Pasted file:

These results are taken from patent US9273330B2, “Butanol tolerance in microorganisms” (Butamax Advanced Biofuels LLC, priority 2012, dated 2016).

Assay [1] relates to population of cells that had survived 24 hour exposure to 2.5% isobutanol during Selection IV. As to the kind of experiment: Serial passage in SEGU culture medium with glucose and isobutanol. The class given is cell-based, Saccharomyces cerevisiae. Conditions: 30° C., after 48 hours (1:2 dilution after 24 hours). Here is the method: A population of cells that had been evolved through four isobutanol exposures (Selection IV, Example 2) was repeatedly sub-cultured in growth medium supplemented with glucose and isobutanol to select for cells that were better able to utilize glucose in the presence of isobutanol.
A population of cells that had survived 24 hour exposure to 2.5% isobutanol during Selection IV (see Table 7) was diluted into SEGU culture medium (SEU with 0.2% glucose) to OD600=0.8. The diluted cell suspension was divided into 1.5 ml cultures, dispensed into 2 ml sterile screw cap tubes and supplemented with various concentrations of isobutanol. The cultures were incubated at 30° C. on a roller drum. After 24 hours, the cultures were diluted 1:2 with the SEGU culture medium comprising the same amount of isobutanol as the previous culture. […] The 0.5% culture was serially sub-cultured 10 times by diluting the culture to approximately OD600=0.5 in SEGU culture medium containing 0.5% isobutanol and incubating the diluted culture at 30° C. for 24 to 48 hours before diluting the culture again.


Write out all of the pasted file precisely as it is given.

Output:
These results are taken from patent US9273330B2, “Butanol tolerance in microorganisms” (Butamax Advanced Biofuels LLC, priority 2012, dated 2016).

Assay [1] relates to population of cells that had survived 24 hour exposure to 2.5% isobutanol during Selection IV. As to the kind of experiment: Serial passage in SEGU culture medium with glucose and isobutanol. The class given is cell-based, Saccharomyces cerevisiae. Conditions: 30° C., after 48 hours (1:2 dilution after 24 hours). Here is the method: A population of cells that had been evolved through four isobutanol exposures (Selection IV, Example 2) was repeatedly sub-cultured in growth medium supplemented with glucose and isobutanol to select for cells that were better able to utilize glucose in the presence of isobutanol.
A population of cells that had survived 24 hour exposure to 2.5% isobutanol during Selection IV (see Table 7) was diluted into SEGU culture medium (SEU with 0.2% glucose) to OD600=0.8. The diluted cell suspension was divided into 1.5 ml cultures, dispensed into 2 ml sterile screw cap tubes and supplemented with various concentrations of isobutanol. The cultures were incubated at 30° C. on a roller drum. After 24 hours, the cultures were diluted 1:2 with the SEGU culture medium comprising the same amount of isobutanol as the previous culture. […] The 0.5% culture was serially sub-cultured 10 times by diluting the culture to approximately OD600=0.5 in SEGU culture medium containing 0.5% isobutanol and incubating the diluted culture at 30° C. for 24 to 48 hours before diluting the culture again.